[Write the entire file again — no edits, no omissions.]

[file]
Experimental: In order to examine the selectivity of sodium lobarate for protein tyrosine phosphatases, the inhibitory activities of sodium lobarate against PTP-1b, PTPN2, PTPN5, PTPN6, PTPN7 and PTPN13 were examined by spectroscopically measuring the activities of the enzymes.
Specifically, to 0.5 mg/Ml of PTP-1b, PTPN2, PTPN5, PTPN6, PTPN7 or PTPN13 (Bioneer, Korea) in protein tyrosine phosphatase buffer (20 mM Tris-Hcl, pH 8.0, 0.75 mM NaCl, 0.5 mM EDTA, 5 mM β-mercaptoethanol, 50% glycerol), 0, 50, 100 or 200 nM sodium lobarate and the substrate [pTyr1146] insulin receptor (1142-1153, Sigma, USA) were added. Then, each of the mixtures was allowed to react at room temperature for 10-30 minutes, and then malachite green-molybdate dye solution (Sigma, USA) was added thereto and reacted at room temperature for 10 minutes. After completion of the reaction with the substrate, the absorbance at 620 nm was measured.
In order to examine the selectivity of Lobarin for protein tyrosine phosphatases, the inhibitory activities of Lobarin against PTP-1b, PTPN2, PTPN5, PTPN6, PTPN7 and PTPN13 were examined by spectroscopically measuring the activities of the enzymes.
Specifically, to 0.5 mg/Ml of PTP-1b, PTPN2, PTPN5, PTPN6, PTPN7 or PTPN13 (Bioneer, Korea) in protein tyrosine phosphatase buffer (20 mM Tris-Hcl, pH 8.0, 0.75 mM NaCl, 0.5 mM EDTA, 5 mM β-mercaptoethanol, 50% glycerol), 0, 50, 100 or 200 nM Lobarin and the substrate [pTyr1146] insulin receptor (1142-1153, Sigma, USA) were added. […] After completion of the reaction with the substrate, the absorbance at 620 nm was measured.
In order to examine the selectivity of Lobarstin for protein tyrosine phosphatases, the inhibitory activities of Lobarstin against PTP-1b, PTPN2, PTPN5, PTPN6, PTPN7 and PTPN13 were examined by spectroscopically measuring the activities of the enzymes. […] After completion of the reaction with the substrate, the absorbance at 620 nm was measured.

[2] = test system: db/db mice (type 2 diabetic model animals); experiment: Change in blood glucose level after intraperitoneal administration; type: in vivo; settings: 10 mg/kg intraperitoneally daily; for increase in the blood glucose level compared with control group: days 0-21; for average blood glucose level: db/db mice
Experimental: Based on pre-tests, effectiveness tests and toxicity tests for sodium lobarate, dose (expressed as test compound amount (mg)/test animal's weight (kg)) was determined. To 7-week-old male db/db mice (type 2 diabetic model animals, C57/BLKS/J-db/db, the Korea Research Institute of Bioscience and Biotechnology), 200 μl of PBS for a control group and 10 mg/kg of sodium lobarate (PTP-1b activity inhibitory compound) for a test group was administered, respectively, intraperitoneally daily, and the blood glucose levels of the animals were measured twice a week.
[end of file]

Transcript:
Experimental: In order to examine the selectivity of sodium lobarate for protein tyrosine phosphatases, the inhibitory activities of sodium lobarate against PTP-1b, PTPN2, PTPN5, PTPN6, PTPN7 and PTPN13 were examined by spectroscopically measuring the activities of the enzymes.
Specifically, to 0.5 mg/Ml of PTP-1b, PTPN2, PTPN5, PTPN6, PTPN7 or PTPN13 (Bioneer, Korea) in protein tyrosine phosphatase buffer (20 mM Tris-Hcl, pH 8.0, 0.75 mM NaCl, 0.5 mM EDTA, 5 mM β-mercaptoethanol, 50% glycerol), 0, 50, 100 or 200 nM sodium lobarate and the substrate [pTyr1146] insulin receptor (1142-1153, Sigma, USA) were added. Then, each of the mixtures was allowed to react at room temperature for 10-30 minutes, and then malachite green-molybdate dye solution (Sigma, USA) was added thereto and reacted at room temperature for 10 minutes. After completion of the reaction with the substrate, the absorbance at 620 nm was measured.
In order to examine the selectivity of Lobarin for protein tyrosine phosphatases, the inhibitory activities of Lobarin against PTP-1b, PTPN2, PTPN5, PTPN6, PTPN7 and PTPN13 were examined by spectroscopically measuring the activities of the enzymes.
Specifically, to 0.5 mg/Ml of PTP-1b, PTPN2, PTPN5, PTPN6, PTPN7 or PTPN13 (Bioneer, Korea) in protein tyrosine phosphatase buffer (20 mM Tris-Hcl, pH 8.0, 0.75 mM NaCl, 0.5 mM EDTA, 5 mM β-mercaptoethanol, 50% glycerol), 0, 50, 100 or 200 nM Lobarin and the substrate [pTyr1146] insulin receptor (1142-1153, Sigma, USA) were added. […] After completion of the reaction with the substrate, the absorbance at 620 nm was measured.
In order to examine the selectivity of Lobarstin for protein tyrosine phosphatases, the inhibitory activities of Lobarstin against PTP-1b, PTPN2, PTPN5, PTPN6, PTPN7 and PTPN13 were examined by spectroscopically measuring the activities of the enzymes. […] After completion of the reaction with the substrate, the absorbance at 620 nm was measured.

[2] = test system: db/db mice (type 2 diabetic model animals); experiment: Change in blood glucose level after intraperitoneal administration; type: in vivo; settings: 10 mg/kg intraperitoneally daily; for increase in the blood glucose level compared with control group: days 0-21; for average blood glucose level: db/db mice
Experimental: Based on pre-tests, effectiveness tests and toxicity tests for sodium lobarate, dose (expressed as test compound amount (mg)/test animal's weight (kg)) was determined. To 7-week-old male db/db mice (type 2 diabetic model animals, C57/BLKS/J-db/db, the Korea Research Institute of Bioscience and Biotechnology), 200 μl of PBS for a control group and 10 mg/kg of sodium lobarate (PTP-1b activity inhibitory compound) for a test group was administered, respectively, intraperitoneally daily, and the blood glucose levels of the animals were measured twice a week.